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Flood the News – L’arte per il clima

15 ottobre 2019 No Comment

washington-postDalla nostra collaboratrice a New York  Olivia Paone – Il 16 settembre, la Foley Gallery, una galleria d’arte contemporanea nel Lower East Side di Manhattan, ha organizzato una mostra pop-up curata dalla Columbia Journalism Review, alcuni  giorni prima del Summit delle Nazioni Unite sul clima.

La mostra, Flood the News, chiama tutti i giornalisti ad agire e riferire sulle questioni relative alla crisi climatica.

La crisi climatica globale è stata artisticamente visualizzata esponendo circa 50 prime pagine danneggiate dei giornali mondiali e trattandole per mostrare gli effetti del cambiamento climatico sulle comunità di tutto il mondo. I dati scientifici sono stati tradotti in una visualizzazione degli effetti negativi del riscaldamento globale sul giornale. I giornali erano bruciati, danneggiati dall’acqua e alcuni congelati. Sono stati trattati per visualizzare le realtà sfortunate dell’innalzamento del livello del mare, pericolose ondate di calore e siccità, nonché lo scioglimento delle calotte glaciali, per citare alcuni effetti negativi del riscaldamento globale. E’ un peccato che la mostra sia stata solo un pop-up e non un’ esposizione di più lunga durata per il pubblico. Si è trattato anche di un’occasione per dimostrare l’efficacia di una mostra nello scatenare, sollecitare azioni per riferire notizie. L’arte e la visualizzazione della crisi climatica possono essere un linguaggio che i giornalisti (come tutti) possono comprendere per poi sentirsi portati all’azione nei loro articoli da comunicare al pubblico.

moscow-times

On September 16, the Foley Gallery, a contemporary art gallery in the Lower East Side of Manhattan, held a pop-up exhibition curated by the Columbia Journalism Review days before the United Nations Climate Action Summit. The exhibition, Flood the News, calls all journalists to take action and report on issues surrounding the climate crisis. The United Nations (UN) held its 2019 Climate Action Summit in New York on September 23rd.
The United States did not request a speaking slot at the summit and President Donald Trump said the United States intends to withdraw from the 2015 Paris climate accord, an agreement that aims to decrease global warming. He had once described climate change as a Chinese plot to weaken US manufacturing, and the Trump Administration has not taken action to curb greenhouse gas emissions. According to an IPCC report released in May, the planet has eleven
years left to take action on the climate crisis and yet in 2018, news shows have spent a combined total of only 142 minutes reporting on the climate crisis.

The void in US political and news reporting leadership to address and ebb the climate crisis was filled by the Columbia Journalism Review (CJR). The CJR organized an exhibition whose aim was to spark reporting on the climate crisis in the news.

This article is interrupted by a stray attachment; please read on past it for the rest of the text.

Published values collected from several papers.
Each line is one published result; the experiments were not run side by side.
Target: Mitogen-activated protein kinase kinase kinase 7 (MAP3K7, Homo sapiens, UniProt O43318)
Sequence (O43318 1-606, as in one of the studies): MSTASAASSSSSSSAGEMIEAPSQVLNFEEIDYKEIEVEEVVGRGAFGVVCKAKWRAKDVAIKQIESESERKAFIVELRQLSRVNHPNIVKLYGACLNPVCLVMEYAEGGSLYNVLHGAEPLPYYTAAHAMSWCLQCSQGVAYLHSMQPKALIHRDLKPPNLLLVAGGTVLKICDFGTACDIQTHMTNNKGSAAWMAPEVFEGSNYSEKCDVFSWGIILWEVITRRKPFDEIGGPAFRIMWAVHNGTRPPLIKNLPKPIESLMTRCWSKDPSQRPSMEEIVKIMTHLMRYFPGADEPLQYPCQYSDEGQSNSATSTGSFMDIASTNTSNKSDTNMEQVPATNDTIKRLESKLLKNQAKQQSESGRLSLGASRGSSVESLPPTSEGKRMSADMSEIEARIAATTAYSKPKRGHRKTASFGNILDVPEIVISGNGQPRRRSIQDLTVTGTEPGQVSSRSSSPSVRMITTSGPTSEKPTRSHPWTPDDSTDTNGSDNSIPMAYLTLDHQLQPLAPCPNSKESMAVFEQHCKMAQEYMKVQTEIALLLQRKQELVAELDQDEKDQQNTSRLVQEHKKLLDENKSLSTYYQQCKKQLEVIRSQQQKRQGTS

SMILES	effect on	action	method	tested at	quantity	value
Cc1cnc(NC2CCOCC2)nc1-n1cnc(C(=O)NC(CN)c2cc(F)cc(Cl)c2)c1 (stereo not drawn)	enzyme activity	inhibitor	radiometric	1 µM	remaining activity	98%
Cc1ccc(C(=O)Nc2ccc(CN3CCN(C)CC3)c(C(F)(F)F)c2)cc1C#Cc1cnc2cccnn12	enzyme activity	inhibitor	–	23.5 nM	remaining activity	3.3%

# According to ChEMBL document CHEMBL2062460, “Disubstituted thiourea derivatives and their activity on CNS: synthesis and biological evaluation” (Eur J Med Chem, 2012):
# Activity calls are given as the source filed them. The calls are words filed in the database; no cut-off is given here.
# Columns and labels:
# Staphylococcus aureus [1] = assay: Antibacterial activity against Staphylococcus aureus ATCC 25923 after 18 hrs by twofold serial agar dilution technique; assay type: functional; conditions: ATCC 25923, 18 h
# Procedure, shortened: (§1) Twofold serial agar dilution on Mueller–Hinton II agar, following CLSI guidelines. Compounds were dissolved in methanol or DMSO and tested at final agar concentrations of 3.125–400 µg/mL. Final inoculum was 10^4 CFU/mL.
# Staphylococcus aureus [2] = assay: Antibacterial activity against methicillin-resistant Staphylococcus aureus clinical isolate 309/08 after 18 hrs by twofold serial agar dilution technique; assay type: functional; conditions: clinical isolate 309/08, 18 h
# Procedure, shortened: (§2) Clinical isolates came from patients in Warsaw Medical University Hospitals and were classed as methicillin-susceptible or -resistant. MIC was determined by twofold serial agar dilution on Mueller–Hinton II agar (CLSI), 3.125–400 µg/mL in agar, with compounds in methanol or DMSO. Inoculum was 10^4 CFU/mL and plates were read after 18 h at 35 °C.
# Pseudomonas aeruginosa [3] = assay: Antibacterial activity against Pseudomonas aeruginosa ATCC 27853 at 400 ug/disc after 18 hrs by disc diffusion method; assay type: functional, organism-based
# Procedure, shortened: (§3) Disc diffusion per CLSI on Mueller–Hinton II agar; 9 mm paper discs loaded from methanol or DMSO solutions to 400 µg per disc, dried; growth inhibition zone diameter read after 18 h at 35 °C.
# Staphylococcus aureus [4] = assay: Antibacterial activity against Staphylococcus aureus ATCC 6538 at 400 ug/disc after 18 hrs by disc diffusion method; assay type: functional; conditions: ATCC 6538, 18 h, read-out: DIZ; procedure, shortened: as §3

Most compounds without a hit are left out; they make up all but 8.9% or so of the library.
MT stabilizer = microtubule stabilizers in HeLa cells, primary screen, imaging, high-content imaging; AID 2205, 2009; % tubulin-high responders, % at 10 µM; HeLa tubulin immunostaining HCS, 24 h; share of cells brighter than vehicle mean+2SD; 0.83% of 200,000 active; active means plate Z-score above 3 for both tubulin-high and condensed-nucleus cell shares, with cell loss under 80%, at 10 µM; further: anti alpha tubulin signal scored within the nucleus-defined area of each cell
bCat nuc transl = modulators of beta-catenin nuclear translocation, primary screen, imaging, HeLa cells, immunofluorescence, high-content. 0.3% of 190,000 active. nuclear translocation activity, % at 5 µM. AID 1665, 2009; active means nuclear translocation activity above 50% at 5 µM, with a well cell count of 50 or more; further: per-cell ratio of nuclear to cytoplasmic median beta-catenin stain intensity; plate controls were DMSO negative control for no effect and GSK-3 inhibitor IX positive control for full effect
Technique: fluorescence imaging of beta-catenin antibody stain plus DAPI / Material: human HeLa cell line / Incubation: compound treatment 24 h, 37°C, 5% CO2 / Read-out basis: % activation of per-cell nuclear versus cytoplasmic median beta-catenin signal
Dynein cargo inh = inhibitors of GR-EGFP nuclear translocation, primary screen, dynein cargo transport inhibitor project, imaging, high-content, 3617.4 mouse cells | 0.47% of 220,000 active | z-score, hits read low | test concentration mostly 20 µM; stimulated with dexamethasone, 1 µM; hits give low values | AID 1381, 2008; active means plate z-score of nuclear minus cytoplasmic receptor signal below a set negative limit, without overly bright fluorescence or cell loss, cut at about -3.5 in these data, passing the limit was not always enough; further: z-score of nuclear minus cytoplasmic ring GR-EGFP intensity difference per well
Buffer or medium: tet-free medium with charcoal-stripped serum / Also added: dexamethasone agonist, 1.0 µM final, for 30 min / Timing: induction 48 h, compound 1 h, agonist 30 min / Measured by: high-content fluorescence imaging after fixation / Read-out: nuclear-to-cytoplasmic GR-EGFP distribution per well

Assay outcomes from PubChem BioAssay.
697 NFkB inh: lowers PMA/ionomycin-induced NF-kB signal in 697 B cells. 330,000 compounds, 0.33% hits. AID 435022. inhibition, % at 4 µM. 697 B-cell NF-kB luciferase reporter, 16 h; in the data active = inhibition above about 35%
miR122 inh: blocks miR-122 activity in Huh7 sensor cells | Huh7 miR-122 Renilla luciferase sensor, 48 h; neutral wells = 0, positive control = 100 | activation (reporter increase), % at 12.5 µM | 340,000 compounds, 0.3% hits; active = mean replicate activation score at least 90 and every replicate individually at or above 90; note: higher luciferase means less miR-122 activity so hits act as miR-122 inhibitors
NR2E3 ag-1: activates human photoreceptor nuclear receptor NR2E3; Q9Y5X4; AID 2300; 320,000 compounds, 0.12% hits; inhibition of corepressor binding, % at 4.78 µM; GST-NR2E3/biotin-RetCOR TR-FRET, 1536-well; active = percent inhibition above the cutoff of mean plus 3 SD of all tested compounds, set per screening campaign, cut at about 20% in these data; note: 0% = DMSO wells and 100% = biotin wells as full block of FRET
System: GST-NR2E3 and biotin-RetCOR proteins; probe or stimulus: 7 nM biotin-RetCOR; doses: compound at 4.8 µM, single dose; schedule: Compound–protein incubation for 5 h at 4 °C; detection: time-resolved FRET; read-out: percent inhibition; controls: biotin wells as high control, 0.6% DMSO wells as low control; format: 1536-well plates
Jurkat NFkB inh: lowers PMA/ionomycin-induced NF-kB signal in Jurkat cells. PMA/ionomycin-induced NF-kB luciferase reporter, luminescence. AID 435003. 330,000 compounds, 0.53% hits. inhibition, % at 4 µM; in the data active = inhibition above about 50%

The exhibition titled, Flood the News: Bringing the Climate Change Crisis to the Front Page, invited over 250 journalists from news organizations around the world to the opening on September 16 and called them to action to report on the climate crisis. The global climate crisis was artistically visualized by exhibiting around 50 damaged front pages of world newspapers and treating them to show the effects of climate change on communities around the world.
Scientific data was translated into a visualization of the negative effects of global warming on newspaper.

Newspapers were scorched, water damaged, and some frozen. They were treated to visualize the ill-fated realities of rising sea levels, dangerous heat waves and droughts, as well as melting ice caps, to name a few negative effects of global warming. Global newspapers were exhibited including the: El Paris (Spain), Moscow Times (Russia), Die Zeit (Germany), Dagens Nyheter (Sweden), The Wall Street Journal (New York) and the Australian (Austria) to name a
few.
the-australianOn August 21, the Washington Post’s bleached front page visualizes the heavy rainfall and rising temperatures faced by the nation’s capital. On the caption below the front page, it says that if no serious climate action is taken, the D.C. region can expect nearly ten times as many days each year that feel like 100 degrees. There was an average of seven such days in 200, and the number could reach 70 in 2100. The front page of The Australian visualized the record drought the country faced in 2018 and studies project up to a nine-degree Fahrenheit rise in average temperatures by late in the century which could result in devasting effects to the Great Barrier Reef and agriculture. The front page of the Moscow Times illustrates the thawing permafrost across the Arctic which threatens infrastructure and the newspaper was treated to simulate this climate effect.

It’s too bad that the exhibition was just a pop-up and not on display longer for the public to view. It also calls into question the efficacy of an exhibition to spark action in news reporting. Can art and a visualization of the climate crisis be a language that that journalists understand
and are moved to action by in their reporting. (Olivia Paone)

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